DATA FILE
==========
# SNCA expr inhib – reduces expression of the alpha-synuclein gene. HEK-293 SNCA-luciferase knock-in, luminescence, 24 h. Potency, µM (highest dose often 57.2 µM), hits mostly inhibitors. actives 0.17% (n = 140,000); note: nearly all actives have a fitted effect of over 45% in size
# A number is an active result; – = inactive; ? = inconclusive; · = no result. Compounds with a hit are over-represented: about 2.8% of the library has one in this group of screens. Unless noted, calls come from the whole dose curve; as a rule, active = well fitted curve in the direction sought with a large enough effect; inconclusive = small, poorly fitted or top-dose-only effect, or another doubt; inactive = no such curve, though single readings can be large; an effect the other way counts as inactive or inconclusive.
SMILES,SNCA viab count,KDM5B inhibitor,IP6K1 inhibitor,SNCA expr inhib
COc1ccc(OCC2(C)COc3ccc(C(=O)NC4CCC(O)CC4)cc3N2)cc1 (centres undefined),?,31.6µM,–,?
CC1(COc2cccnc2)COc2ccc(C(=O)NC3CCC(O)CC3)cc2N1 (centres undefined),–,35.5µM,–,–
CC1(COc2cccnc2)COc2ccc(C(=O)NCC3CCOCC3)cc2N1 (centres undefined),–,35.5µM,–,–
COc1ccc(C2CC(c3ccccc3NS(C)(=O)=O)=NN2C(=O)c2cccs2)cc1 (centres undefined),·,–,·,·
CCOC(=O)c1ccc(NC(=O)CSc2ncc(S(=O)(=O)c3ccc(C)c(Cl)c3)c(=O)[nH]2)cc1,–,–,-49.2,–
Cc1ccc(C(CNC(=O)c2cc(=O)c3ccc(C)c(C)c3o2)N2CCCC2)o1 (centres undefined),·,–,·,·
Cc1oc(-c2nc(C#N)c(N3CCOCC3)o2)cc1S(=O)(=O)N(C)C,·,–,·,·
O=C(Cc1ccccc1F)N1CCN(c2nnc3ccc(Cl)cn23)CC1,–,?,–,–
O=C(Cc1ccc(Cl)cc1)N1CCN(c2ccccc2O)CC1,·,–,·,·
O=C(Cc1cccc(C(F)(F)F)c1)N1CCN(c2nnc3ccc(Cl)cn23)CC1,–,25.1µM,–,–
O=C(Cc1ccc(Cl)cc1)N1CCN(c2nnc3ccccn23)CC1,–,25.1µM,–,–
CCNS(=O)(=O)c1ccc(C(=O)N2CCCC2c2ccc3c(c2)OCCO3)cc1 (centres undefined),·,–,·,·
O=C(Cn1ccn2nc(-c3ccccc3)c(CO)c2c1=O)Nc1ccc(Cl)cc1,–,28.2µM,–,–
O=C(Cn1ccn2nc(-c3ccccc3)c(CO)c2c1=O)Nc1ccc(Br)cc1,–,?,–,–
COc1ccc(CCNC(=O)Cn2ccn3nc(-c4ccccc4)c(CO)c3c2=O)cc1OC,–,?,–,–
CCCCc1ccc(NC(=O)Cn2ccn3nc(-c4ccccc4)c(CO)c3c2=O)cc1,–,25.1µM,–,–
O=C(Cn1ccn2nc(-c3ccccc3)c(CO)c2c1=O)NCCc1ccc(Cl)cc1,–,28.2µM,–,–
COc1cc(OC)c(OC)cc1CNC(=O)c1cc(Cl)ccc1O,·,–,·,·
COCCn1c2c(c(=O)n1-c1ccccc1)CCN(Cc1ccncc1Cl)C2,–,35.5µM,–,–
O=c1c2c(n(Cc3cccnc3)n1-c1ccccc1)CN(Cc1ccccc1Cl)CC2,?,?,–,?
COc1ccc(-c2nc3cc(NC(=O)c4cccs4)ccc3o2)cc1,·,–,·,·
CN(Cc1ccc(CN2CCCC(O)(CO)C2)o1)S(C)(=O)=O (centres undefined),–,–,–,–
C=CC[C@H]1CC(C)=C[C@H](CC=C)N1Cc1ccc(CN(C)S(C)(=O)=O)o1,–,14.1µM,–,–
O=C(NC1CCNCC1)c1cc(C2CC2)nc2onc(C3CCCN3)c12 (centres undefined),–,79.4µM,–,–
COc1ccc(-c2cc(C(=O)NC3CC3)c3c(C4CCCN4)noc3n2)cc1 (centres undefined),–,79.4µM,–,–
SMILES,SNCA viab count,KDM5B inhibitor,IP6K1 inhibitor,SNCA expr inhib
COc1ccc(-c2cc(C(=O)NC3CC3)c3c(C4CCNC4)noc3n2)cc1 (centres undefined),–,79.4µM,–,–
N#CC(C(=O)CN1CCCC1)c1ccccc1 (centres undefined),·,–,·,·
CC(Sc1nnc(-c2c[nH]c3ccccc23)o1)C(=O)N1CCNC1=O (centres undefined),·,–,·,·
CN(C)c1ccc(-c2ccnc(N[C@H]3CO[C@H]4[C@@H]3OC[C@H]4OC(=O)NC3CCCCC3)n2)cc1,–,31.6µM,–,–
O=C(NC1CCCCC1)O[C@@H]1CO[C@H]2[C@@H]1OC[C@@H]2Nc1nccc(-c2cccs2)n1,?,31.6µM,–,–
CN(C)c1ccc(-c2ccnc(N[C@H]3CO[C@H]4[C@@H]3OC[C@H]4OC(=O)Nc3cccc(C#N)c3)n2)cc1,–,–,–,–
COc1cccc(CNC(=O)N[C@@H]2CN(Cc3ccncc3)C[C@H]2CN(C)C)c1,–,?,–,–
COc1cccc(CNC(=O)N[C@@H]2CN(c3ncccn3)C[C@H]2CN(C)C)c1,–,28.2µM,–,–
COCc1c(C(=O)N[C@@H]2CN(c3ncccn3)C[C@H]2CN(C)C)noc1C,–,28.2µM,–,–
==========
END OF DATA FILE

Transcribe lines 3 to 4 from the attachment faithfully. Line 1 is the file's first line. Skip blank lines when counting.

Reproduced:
SMILES,SNCA viab count,KDM5B inhibitor,IP6K1 inhibitor,SNCA expr inhib
COc1ccc(OCC2(C)COc3ccc(C(=O)NC4CCC(O)CC4)cc3N2)cc1 (centres undefined),?,31.6µM,–,?